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Last week, chairman Murray Taggart told shareholders that Fonterra director John Monaghan was no longer being considered in the independent director appointment process, and that the board had decided not to increase the number of independent directors from three to four.
In a message from Meat Industry Excellence to farmers this week, Mark Patterson and Mandy Bell, the two Otago farmers who moved and seconded the non-binding shareholders' resolution to have Mr Monaghan appointed, which was passed at the co-operative's annual meeting, said Mr Taggart's letter was ''hugely disappointing''.
''Our shareholders' resolution was never about adding John Monaghan to a list of possible candidates for the board's consideration. It was explicitly about appointing John to the board.
''John's experience in industry reform, belief in adherence to co-operative values and strong communication skills are seen as valuable assets at a time when our co-operative and industry face serious challenges,'' they said.
Shareholders voted accordingly and had ''every right'' to expect their board to respect those wishes.
They encouraged shareholders to contact directors and express disappointment with the decision.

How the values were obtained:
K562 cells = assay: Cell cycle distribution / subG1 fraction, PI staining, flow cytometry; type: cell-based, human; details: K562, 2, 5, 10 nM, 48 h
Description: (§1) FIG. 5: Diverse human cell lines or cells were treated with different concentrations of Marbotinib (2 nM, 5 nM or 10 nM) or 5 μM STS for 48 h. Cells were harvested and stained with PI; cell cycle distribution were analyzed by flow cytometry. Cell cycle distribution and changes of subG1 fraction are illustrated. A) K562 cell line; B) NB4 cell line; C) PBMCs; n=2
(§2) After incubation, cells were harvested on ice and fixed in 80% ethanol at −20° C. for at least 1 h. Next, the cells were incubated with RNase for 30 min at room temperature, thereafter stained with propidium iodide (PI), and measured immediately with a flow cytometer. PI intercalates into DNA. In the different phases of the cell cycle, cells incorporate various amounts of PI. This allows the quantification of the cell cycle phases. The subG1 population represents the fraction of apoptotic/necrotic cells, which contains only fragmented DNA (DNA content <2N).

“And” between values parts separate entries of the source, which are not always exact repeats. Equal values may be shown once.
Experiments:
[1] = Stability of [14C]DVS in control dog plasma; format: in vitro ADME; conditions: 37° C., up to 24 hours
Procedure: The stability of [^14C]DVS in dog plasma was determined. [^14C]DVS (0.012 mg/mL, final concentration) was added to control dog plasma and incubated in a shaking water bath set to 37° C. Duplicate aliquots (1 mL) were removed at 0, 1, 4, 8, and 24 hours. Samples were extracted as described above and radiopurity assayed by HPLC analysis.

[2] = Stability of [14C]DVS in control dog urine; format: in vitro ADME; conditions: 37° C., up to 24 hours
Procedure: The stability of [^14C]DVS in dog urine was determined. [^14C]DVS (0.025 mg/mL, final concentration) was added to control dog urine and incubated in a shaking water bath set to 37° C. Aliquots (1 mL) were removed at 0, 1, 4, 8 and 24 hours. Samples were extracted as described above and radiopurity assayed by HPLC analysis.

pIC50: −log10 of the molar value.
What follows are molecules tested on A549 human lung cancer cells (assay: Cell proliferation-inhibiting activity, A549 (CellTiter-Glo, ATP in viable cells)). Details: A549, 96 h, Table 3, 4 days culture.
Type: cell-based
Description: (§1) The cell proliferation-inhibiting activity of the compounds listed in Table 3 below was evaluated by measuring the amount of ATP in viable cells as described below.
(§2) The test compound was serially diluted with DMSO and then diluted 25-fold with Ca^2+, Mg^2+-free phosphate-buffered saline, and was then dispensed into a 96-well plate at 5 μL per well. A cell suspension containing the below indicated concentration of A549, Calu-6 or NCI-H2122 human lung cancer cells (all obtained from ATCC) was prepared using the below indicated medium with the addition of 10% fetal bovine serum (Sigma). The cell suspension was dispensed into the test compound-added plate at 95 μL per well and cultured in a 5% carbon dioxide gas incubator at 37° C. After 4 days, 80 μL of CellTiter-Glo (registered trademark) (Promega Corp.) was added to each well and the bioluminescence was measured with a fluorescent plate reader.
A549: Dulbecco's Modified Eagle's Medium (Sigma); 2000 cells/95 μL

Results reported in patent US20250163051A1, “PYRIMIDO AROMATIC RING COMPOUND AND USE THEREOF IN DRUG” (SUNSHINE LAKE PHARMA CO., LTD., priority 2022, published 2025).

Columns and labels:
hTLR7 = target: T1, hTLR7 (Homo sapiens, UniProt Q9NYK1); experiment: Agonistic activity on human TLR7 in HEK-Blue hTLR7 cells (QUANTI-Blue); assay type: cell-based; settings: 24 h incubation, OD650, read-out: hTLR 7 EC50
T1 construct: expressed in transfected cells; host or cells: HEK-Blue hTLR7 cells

The board was able to appoint up to four independent directors and Mr Monaghan's appointment could have been accommodated without cutting across any selection process the board might have under way for a third director.
Mr Patterson and Dr Bell regarded it as a ''very important governance issue'' in light of the ''very clear'' wishes expressed by a majority of shareholders at the annual meeting.
''Our push to have John appointed to the board was a constructive initiative aimed to lift our co-op and bring to the board table skills in shareholder engagement, change management and industry reform that are vitally needed as we urgently seek to arrest the declining fortunes of sheep and beef farmers.''
They said Mr Monaghan remained committed to standing for the board, despite Mr Taggart's comments that he had withdrawn from the appointment process, and they were determined that he would play a role in the co-operative's future.
ANZ's latest Agri-Focus described described reform of New Zealand's red meat processing sector as ''painfully slow''.
Collectively, meat processors lost nearly $200 million in 2011-12 and most only just managed to ''get back into the black'' in 2012-13.
The prospect of lower slaughter numbers in 2013-14 and stock rebuilding following drought were again going to apply pressure to earnings and weaker balance sheets in 2013-14, economists said.
Addressing over-capacity, especially for sheep meat, and better alignment between farmers and processors, was critical to addressing poor profitability, creating greater supply chain efficiencies and ensuring farmers captured their fair share of the retail value.
''The talk has not been matched by action on this one and it feels like a death by a thousand cuts.''
The election of new directors to the boards of Alliance Group and Silver Fern Farms, likely pressure from financiers, and other industry conversations suggested change was getting closer but what type of change remained to be seen, the report said.